Structured Problem-Solving (classroom)

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Facilitating Structured Problem-Solving active learning activities in a classroom

Time and Effort

Instructor Prep TimeMedium
Student Activity TimeMedium
Instructor Response TimeMedium
Complexity of ActivityMedium


Structured Problem-Solving gives students a process for solving a complex, content-based problem within a specific time limit. All students must agree to a solution and be able to explain the answer and strategy used to solve the problem. The activity will help identify where students need to develop and/or improve their problem-solving skills.


Use it when you want...

  • To break a problem-solving process into specific steps,
  • To have students identify, analyze, and solve problems in an organized manner,
  • To give students a structured format — preventing them from being overwhelmed by the magnitude of a problem, or from engaging in irrelevant steps by providing manageable steps.

What students will need

  • No special requirements for this approach.


The following workflow is meant as guidance for how you can facilitate a Structured Problem-Solving learning activity within a classroom.


  • Create a problem that is complex enough to require students to use sophisticated problem-solving skills. Use research and current questions in the field as a resource.
  • Choose an identification and solving procedure that is appropriate to the type of problem selected.
  • Solve the problem yourself using the identified problem-solving procedure to uncover any difficulties or errors.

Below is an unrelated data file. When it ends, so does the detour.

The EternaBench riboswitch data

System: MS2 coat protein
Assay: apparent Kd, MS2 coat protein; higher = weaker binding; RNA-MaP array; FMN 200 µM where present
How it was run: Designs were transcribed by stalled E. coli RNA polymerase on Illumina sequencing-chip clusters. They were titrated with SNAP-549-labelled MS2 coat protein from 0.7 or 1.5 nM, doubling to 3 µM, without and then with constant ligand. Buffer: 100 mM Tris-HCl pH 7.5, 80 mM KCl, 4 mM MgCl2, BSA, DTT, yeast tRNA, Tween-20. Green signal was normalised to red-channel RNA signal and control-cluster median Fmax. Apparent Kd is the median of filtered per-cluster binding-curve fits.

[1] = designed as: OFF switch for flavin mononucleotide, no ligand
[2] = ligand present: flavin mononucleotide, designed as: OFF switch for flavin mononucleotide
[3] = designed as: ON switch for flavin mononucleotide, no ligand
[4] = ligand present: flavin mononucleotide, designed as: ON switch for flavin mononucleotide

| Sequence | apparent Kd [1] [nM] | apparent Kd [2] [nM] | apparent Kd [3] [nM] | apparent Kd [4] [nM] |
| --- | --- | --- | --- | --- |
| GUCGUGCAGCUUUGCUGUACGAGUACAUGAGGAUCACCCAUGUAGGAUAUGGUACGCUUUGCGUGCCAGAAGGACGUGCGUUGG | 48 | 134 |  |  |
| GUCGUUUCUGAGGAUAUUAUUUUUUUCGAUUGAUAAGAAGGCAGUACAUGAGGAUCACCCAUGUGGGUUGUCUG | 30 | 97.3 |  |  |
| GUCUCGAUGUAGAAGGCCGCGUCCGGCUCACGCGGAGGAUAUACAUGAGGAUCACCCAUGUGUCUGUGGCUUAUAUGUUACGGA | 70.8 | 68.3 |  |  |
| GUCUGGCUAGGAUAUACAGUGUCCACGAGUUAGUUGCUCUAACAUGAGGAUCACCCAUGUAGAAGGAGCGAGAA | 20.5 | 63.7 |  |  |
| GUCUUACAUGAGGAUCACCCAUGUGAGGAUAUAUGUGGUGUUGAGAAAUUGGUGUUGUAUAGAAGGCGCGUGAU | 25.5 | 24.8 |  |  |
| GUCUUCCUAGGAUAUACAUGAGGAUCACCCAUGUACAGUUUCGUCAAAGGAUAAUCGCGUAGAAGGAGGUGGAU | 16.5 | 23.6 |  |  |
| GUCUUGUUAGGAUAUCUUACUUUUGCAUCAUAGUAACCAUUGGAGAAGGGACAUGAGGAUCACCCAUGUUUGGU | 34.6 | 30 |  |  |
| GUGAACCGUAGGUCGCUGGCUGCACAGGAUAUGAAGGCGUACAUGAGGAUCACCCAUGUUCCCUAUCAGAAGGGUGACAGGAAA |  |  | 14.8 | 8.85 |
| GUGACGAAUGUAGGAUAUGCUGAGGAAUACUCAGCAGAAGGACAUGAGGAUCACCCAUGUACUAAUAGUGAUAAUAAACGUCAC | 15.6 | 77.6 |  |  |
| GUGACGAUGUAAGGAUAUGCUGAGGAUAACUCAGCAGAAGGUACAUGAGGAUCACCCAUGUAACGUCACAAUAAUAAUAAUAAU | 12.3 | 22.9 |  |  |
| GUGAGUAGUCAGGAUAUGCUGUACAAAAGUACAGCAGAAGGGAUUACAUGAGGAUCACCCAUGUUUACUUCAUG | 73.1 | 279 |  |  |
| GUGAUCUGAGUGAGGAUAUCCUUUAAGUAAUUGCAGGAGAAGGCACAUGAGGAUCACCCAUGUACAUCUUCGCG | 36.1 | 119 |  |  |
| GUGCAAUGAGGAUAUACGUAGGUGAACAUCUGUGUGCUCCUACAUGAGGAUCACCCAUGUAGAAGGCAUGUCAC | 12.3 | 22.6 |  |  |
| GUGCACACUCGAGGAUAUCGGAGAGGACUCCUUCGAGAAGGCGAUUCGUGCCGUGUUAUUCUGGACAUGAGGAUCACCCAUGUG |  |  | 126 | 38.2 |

• Create a handout that includes both the problem and the problem-solving steps.


  • Organize students into teams and assign them a complex problem to solve. 
  • Ask students to use the specific steps you have identified as a problem-solving technique: (a) identify the problem; (b) generate possible solutions; (c) evaluate and test the various solutions; (d) decide on a mutually acceptable solution; (e) implement plan, and (f) evaluate the results.
  • Teams report the steps they took and the solution they developed.


  • Review reports.
  • Provide feedback/grades to group participants.
  • Discuss the results of the activity at the next class meeting.

Accessibility and Room Considerations

Technical Documentation


Barkley, Elizabeth F. et al. Collaborative Learning Techniques A Handbook For College Faculty. Wiley, 2014. pp. 244-248.

See Also:

Keywords:structured problem-solving, problem-solving, active learning, classroom   Doc ID:104146
Owner:Timmo D.Group:Center for Teaching, Learning & Mentoring
Created:2020-07-20 09:12 CSTUpdated:2021-08-20 13:24 CST
Sites:Center for Teaching, Learning & Mentoring
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